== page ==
When hanging towels, one must first begin with the facecloths.  I suppose that’s because, like I said, the line ends at a tree so I don’t want long towels blowing against the tree getting bark all over them.  Plus there’s that snowball bush that I planted underneath the line a few years ago, that has grown taller than I thought it would.  After facecloths comes hand towels, then regular towels, large bath sheets and finally the kitchen towels followed lastly by the kitchen dish cloths.  I’m nuts, eh?  If there are sheets to be hung at the same time, then they must be put right after the bath sheets.  Blankets and comforters usually get the line all to themselves since they take up so much room.

One load hung, one load to go

One load hung, one load to go

My personal laundry is usually done once a week on a sunny day – wind is nice – but if I see a tiny peak of blue sky amongst the clouds, I declare the day fit for hanging laundry outside!  My children have always done their own laundry by the time they reached their teens – with 7 children, it was a real break for me when even one of them did their own laundry!  I have a similar system for my own laundry with things grouped together like shirts, shorts, jeans, socks, etc.    Clothes are hung near their seams – shirts from the bottom, pants from the waist, socks by the toe.  In the early spring, I usually hang clothes individually with two clothespins, but once it’s warmer outside, I double up, pinning one shirt beside another with the same clothespin.

When it comes to clothes pins, not all of them are alike either.  Cheap small wooden clothespins break easier than the larger wooden clothespins, which are almost impossible to find these days.  When I do find them, I’ll be buying a couple of hundred!  I’ve never used plastic clothespins.   I usually have a roll of extra new clothesline, winches (which join and tighten the line……and can break with no notice, leaving my clothes all over the ground!), and clothespins.  You never know when your line will suddenly break and I just hate driving all the way to town just for a new line.

Left-cheap / Right-good,strong clothespin

Left-cheap / Right-good, strong clothespin

I have to confess that in the winter I use my clothes dryer as well as a drying rack by the wood cook stove.   My youngest daughter always complains about how ‘crusty’ her line-dried clothes are so I’ve offered her a solution:  she’s allowed to put her clothes in the dryer for 15 minutes only to soften them up a bit ……. after they’ve been dried outside on the line.     I kinda think that ‘crusty’ towels are akin to an expensive, exfoliating  luffa sponge anyway.

I have a thing about using a dryer to heat clothes and the house when it’s 30 degrees celsius (86F) outside!  It just seems more sensible to me to use this outside heat to dry clothes………for free.  I makes no sense to me to pour more heat into the house at the same time I’m trying to keep it cool!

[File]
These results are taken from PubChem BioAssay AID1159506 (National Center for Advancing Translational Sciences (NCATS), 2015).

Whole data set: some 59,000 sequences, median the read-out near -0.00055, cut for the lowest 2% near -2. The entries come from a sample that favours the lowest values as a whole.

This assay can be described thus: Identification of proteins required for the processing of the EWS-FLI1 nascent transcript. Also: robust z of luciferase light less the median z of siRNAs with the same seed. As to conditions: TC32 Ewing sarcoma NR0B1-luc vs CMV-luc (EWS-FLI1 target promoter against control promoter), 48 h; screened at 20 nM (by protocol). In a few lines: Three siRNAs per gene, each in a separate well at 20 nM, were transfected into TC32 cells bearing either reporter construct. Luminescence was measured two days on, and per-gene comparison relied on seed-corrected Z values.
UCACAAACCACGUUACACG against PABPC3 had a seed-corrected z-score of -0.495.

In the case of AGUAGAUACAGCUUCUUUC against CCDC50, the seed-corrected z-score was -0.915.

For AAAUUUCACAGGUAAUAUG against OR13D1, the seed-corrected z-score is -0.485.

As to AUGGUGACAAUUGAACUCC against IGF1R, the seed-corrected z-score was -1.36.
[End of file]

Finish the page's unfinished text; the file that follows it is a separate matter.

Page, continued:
One of my top ten smells is the scent of line-dried clothes.  It’s like fresh air.  (BTW, I have ‘top tens’ for all my senses, lol).

My favourite thing to see hanging on a clothesline are cloth diapers – I just absolutely love seeing those square flannelette white diapers flapping in the wind!

Now of course if you’re camping, it’s perfectly acceptable to tie a rope between two trees and throw your towels or wet bathing suits over – no clothespins necessary.

I remember when my mother used to hang our clothes outside year-round, even in the winter.  Those clothes came inside, after a day in the sun, stiff as a board – the pants creepily stood all by themselves lol.  But as if by magic, they would ‘thaw out’ and be ready for ironing.  Yes my dear sweet Mother ironed EVERYTHING, even the facecloths!!  Not me.  Wrinkled clothes are nouveau chic IMHO!   I usually only dig the iron out when I’m sewing something and need to flatten seams or iron interfacing.  I think my daughter Nellie asked for it today to work on a costume – “that hot thingy”.

Now that I’ve shared all my laundry secrets, I hope that you will continue to visit my blog in the future.  Thank you for allowing me to share my passion over hanging laundry!

 

May Day

 

Today is May 1st, May Day.  Today I celebrate spring in all it’s glory.  For the next 6 months, I look forward to warm weather, no snow, gardening, my pond………….everything that goes with spring and summer.

While I was working outside today, I took some pictures to share with you:

The daffodils are finally blooming!

Daffodils are blooming

Daffodils are blooming

And the ostrich fern ‘fiddleheads’ are beginning to unfurl.

Fiddleheads

Fiddleheads

Pond stream

Pond stream

I managed to get the leaf net off the pond and the pump in and running.  It’s nice to see it going with the anticipation of adding the fish, which have overwintered in my cold-room.  There are already some inhabitants who have made a home there:

Bullfrog in the pond

Bullfrog in the pond

The wild ginger is up along the pond’s edge and I noticed some of the hostas have started to poke through the ground.

Wild ginger

Wild ginger

Of course, flies have awakened from their winter slumber. 

Fly

Fly

Yeah, the rhubarb is up!!   That’s a sure sign of spring!

Rhubarb

Rhubarb

And the cheerful forsythia is in full bloom.  I bought a cutting of this bush at a local school plant sale several years ago and it has thrived beautifully, faithfully blooming first thing every spring.

Forsythia

Forsythia

A few days ago, I moved the flagpole to the riverside and put up a new Canadian flag.  It helps me see which way the wind is blowing for hanging laundry while being patriotic.  I now have a spring list of chores to do which I hope to accomplish in due time.